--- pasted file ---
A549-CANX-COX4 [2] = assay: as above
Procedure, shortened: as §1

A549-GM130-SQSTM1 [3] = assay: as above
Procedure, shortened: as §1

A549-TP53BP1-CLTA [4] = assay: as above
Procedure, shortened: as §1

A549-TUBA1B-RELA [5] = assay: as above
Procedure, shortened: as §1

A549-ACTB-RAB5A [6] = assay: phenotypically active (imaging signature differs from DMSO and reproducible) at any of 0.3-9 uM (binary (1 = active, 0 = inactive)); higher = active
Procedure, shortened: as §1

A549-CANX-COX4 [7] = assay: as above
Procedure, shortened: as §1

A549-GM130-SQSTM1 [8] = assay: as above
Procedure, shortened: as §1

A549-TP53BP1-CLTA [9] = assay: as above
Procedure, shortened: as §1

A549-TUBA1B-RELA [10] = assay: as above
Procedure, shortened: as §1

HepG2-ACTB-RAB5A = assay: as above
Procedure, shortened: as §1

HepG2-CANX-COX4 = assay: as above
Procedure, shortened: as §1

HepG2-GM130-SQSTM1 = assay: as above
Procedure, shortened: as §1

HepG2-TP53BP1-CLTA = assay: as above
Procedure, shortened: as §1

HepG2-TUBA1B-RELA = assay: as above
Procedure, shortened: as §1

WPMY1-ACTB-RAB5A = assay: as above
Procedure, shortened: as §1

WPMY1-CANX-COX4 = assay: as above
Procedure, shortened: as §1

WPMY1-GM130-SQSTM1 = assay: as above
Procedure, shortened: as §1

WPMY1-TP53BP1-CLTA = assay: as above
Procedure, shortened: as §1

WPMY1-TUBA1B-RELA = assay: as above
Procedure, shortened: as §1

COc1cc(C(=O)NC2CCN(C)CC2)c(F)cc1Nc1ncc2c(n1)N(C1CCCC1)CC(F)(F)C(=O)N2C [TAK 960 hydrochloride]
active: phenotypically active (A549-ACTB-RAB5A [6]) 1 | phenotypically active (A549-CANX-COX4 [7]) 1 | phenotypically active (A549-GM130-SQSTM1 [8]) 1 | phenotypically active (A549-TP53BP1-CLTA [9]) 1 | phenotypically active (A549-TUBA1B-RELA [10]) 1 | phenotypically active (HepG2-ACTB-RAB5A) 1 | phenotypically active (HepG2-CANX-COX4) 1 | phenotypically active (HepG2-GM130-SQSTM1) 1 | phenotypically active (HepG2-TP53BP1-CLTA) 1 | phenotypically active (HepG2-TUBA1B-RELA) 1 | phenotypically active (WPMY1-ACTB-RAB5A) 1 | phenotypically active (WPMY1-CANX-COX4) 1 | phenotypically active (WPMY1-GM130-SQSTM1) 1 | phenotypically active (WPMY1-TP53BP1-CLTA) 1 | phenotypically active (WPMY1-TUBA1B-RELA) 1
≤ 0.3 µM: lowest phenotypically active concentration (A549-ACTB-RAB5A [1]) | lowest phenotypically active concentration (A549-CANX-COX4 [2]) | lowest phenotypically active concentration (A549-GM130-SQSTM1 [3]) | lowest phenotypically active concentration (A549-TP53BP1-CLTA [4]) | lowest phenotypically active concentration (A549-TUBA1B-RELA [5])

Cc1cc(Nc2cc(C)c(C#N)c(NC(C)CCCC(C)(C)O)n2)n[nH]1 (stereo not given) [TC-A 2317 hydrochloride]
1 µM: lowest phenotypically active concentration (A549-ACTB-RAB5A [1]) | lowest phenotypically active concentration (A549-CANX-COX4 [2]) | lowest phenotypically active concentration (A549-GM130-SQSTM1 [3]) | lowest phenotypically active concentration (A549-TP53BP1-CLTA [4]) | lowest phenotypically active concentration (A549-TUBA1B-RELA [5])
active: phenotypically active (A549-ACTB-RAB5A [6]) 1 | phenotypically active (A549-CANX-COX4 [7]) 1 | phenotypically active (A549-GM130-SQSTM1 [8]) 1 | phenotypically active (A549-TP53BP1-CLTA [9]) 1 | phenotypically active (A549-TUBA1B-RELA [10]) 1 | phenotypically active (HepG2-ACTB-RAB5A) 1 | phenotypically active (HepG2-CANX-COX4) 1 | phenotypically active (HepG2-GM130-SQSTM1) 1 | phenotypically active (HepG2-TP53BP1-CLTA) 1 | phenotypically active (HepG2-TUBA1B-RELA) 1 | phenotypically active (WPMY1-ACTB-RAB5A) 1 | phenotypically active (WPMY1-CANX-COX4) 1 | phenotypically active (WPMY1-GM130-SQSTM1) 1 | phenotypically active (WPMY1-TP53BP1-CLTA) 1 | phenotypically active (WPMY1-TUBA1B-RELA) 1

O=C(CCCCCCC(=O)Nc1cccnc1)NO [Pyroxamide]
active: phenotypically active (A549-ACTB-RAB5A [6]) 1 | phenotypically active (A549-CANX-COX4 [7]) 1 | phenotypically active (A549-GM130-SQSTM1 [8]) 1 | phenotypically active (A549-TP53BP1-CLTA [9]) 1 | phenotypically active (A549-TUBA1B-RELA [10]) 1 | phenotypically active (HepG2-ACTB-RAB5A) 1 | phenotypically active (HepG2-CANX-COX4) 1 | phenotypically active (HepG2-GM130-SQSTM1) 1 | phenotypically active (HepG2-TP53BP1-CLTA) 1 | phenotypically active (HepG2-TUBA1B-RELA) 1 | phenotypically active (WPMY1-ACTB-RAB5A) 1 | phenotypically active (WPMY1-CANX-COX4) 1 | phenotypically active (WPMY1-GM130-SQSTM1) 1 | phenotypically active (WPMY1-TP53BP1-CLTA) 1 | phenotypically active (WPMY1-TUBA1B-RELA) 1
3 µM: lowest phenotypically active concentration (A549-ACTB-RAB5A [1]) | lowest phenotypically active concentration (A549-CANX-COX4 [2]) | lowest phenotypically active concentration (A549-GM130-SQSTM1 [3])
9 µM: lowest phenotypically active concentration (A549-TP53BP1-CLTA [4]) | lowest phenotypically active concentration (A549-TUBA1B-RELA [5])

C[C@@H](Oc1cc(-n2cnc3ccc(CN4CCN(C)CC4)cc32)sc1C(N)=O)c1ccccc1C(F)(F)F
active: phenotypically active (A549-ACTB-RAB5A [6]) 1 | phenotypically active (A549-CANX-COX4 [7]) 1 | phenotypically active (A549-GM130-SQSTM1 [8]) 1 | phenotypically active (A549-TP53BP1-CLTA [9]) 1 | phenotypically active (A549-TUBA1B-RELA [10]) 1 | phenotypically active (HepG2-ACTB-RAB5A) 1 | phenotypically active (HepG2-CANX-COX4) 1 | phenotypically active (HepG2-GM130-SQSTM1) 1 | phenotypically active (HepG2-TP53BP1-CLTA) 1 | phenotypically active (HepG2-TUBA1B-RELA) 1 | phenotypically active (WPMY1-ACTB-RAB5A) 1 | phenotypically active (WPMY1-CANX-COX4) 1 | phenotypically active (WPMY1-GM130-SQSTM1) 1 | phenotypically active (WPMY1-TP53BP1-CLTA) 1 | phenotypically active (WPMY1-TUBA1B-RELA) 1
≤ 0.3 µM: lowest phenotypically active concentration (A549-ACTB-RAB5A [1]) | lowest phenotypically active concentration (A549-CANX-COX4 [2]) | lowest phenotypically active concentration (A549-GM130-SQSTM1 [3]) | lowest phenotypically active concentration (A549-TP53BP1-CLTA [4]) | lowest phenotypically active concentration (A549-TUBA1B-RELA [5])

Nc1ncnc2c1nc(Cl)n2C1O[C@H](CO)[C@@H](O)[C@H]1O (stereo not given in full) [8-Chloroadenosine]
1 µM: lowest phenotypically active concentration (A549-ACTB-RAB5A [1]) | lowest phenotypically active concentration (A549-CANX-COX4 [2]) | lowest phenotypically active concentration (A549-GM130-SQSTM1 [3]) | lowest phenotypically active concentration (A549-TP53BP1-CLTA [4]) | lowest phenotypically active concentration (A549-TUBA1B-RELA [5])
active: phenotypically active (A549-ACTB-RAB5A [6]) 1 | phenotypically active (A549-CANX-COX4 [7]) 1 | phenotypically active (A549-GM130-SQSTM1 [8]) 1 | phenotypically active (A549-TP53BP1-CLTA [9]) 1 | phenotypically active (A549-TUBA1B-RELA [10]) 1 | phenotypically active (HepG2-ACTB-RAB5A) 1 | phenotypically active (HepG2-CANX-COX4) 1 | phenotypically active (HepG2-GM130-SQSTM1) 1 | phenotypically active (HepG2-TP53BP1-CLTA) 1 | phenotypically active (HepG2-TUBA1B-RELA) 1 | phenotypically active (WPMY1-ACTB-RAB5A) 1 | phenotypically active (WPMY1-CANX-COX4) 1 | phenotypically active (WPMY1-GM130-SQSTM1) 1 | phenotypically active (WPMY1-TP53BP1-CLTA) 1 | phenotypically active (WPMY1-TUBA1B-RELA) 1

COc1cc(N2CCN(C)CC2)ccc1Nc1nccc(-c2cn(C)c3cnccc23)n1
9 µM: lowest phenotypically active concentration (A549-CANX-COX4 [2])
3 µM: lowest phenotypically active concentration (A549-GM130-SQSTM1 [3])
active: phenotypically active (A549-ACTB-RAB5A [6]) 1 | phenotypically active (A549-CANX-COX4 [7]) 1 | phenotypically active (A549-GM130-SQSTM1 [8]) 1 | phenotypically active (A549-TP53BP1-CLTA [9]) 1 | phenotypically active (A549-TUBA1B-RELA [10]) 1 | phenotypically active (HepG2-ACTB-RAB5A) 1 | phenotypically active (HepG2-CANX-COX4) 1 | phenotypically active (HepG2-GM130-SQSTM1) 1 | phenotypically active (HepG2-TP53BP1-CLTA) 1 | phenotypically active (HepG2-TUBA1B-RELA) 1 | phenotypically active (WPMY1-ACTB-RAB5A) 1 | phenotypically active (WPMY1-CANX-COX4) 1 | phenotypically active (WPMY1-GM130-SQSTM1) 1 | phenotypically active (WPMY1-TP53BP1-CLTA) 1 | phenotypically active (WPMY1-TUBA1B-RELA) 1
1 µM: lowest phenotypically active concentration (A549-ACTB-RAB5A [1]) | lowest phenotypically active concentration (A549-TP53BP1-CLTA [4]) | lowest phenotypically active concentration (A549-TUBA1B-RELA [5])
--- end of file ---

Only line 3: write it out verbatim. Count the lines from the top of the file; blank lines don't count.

A549-GM130-SQSTM1 [3] = assay: as above